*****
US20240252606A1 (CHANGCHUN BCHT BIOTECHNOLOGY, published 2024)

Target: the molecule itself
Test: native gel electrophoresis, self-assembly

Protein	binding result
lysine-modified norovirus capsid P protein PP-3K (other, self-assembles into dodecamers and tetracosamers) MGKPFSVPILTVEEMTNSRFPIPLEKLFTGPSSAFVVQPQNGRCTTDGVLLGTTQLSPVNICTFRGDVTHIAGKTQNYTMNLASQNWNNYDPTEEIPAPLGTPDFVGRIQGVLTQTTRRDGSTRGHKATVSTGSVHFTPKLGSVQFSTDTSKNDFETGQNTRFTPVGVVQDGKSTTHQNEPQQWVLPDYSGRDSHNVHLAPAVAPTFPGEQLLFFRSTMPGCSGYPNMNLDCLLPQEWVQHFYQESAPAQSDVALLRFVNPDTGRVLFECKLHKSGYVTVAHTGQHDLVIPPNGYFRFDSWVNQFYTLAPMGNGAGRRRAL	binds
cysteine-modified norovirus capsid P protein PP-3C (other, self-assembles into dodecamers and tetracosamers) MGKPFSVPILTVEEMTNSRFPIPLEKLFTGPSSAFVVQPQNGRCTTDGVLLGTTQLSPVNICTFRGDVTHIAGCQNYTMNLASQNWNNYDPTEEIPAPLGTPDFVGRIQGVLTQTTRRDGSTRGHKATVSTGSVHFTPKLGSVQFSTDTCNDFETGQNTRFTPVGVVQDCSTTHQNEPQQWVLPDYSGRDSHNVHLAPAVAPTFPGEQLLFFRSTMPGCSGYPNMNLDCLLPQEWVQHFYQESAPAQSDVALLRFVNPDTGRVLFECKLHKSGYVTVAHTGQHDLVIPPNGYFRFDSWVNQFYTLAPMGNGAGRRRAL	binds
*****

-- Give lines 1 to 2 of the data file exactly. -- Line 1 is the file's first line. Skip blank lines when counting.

US20240252606A1 (CHANGCHUN BCHT BIOTECHNOLOGY, published 2024)

Target: the molecule itself